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Apparently in cardiomyocytes, there is an inward rectifying potassium channel that operates during phase 4 of the cardiomyocyte action potential. I have heard that despite this potassium channel being referred to as an inward rectifying channel, that in vitro the channel in fact still transports potassium from the inside to the outside of the cell. It appears that Wikipedia seems to suggest otherwise (?).

Can someone please explain what the inward rectifier potassium channel does and its role in phase 4 of the myocyte action potential?

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According to Boron's medical physiology textbook:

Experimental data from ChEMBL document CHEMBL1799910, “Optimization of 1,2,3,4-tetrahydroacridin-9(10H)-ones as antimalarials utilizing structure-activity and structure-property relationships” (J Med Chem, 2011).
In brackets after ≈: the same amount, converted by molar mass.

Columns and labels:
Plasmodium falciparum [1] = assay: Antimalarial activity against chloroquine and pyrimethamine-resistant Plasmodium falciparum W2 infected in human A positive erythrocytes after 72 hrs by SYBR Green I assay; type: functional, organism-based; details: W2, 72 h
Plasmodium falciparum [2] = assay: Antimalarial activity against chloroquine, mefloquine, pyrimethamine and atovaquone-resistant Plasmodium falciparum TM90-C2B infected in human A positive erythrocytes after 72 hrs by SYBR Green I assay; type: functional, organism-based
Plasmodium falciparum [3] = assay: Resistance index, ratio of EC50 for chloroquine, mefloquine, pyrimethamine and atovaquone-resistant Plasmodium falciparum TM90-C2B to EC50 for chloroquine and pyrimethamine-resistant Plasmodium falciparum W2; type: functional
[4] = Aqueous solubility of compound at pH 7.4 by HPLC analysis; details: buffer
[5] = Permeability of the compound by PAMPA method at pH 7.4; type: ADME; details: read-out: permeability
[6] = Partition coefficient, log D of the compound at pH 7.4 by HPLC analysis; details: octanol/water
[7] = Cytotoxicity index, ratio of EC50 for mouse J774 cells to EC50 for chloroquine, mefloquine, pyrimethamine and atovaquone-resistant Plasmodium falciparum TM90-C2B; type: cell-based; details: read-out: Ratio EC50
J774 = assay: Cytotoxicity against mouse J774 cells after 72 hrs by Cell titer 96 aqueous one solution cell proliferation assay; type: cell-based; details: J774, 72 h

"Although inward rectifying potassium channels pass current better in the inward than the outward direction, the membrane potential (Vm) is typically never more negative than Ek (equilibrium potential of potassium across the membrane). Thus,net inward K+ current does not occur physiologically. As a result, the activation of GIRK channels (G protein coupled inwardly rectifying potassium channel) hyperpolarizes cardiac cells by increasing K+ conductance or outward K+ current."

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